This exhibition was scheduled for the month of September, 2020, at the Vista Grande Public Library in Santa Fe, NM. Because of the restrictions of the COVID19 pandemic, the library has been opened on a limited basis and, as of this writing, is likely to continue in that mode for the foreseeable future. The show that would have been hung will be presented in virtual form on the library’s website. I am presenting it here as well, divided into two slideshows: squares and blurs. Note you can stop the autoplay by clicking on the button in the upper right corner of each image. Please see the previous post for an introduction to the exhibition.
A few years ago I saw an exhibition of small, square format black and white images of Michael Kenna. They were powerful in their elegance and simplicity; I was surprised such small landscapes “worked.” I determined to try my hand at square format. I found myself looking at images with an entirely different eye, finding my impression of the landscape rather than the landscape itself and directing viewers to that intent.
The challenge is to simplify the composition, to distill the essence that makes the scene special. It is a very satisfying exercise and one that is by no means finished as I continue to search for the right balance between shape and texture, the optimum placement of elements within the square and the effective use of negative space. An example may help illustrate these ideas.
This is the original lake trees image. The final image follows.
Here I wanted to reduce the image to what essentially attracted me: those dead trees trunks sticking up from the water. Converting to black and white emphasizes form and texture without the distraction of color.
In the slideshow which is the next post, the black and white square format images are my earliest; the color images more recent.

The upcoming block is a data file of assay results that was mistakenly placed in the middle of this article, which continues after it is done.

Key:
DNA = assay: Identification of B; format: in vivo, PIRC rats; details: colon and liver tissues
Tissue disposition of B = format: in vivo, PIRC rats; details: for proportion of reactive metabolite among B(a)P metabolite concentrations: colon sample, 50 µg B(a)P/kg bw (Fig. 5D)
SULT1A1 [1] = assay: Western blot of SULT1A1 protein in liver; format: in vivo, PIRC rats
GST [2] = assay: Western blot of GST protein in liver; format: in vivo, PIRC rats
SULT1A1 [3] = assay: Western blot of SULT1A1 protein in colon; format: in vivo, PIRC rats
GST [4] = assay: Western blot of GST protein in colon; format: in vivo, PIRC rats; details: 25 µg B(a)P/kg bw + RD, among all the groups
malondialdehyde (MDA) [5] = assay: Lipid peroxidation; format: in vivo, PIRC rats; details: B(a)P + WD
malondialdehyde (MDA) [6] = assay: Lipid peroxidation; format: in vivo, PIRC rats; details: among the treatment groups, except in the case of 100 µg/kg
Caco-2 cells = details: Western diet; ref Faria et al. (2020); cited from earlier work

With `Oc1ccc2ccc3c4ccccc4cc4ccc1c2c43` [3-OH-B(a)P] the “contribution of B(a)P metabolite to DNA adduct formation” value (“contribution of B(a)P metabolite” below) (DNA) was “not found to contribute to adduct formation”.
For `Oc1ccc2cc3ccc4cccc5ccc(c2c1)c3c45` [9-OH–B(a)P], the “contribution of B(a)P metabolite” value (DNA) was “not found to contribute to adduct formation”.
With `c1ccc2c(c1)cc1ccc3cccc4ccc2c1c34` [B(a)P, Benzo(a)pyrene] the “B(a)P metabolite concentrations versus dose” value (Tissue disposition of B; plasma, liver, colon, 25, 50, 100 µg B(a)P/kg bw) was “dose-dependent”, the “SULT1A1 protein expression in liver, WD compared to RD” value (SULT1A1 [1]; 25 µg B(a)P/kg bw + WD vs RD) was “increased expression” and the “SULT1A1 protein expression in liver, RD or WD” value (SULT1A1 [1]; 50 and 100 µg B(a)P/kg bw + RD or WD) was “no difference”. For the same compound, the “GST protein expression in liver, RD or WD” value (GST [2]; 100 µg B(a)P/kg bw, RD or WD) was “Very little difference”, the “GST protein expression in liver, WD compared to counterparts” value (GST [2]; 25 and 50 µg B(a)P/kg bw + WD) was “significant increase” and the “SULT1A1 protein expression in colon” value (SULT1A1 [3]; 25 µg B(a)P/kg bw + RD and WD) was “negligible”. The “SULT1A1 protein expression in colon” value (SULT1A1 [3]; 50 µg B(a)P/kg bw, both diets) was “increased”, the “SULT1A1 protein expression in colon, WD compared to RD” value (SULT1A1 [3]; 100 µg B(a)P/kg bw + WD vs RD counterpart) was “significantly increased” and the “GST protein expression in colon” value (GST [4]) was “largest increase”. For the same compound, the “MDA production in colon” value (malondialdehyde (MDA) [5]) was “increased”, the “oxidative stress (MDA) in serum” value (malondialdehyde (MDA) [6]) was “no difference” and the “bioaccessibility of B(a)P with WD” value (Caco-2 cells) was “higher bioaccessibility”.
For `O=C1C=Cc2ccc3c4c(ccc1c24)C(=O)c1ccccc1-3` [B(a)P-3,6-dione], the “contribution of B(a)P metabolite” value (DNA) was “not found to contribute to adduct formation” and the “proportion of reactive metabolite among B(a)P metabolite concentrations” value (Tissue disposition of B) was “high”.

I use “blurs” to summarize a variety of manipulations that can be used to render a straightforward photograph more aesthetically pleasing, more faithful, perhaps, to an original impression, evoking an ethereal or mysterious atmosphere. The intent might be to create a gentler feel or emphasize a more graphic or abstract quality.
Photographers have been doing this from the inception of the medium, sometimes because they had no choice, then purposefully by the Pictorialist School in the late 19th and early 20th centuries to emulate the look of “art.” More often it is done to follow the urges of a personal aesthetic sense. Here is an example.
This is the original at the shore image. The final image follows.
At the Shore
This is all about abstraction, presenting the shapes and colors without the distracting detail of the sand pebbles and the small lines of waves. It fits how I see, feel the scene when I am lying in the sun on a beach squinting at the ocean. That little bit of magenta in the mid ground which is easy to ignore or miss in the original becomes more prominent.
There are myriad darkroom techniques to achieve these effects. I have used what amounts to a digital darkroom to transform certain images into something more than an accurate record of a scene, something that allows me to use my imagination and, I hope, engage yours.
I like making photo books but don’t really look at them as often as I’d like to see the images, especially if they remind me of a very special time, place. For these I make a poster or a montage of the images and hang it someplace where I see it often. Here’s my poster for the super bloom.